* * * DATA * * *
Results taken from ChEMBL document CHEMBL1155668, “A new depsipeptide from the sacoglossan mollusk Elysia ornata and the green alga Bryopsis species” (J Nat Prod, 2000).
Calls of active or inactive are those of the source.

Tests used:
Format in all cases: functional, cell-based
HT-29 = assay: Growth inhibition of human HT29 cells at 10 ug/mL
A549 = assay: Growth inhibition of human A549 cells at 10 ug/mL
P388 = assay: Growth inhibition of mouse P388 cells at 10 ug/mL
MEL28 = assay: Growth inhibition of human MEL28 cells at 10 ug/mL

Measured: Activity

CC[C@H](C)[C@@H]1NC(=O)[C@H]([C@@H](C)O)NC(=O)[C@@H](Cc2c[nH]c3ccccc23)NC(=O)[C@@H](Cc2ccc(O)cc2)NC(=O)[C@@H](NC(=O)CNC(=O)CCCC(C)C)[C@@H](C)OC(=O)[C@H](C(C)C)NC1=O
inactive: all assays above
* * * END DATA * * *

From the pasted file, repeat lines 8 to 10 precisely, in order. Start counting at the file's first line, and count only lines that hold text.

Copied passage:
MEL28 = assay: Growth inhibition of human MEL28 cells at 10 ug/mL

Measured: Activity

CC[C@H](C)[C@@H]1NC(=O)[C@H]([C@@H](C)O)NC(=O)[C@@H](Cc2c[nH]c3ccccc23)NC(=O)[C@@H](Cc2ccc(O)cc2)NC(=O)[C@@H](NC(=O)CNC(=O)CCCC(C)C)[C@@H](C)OC(=O)[C@H](C(C)C)NC1=O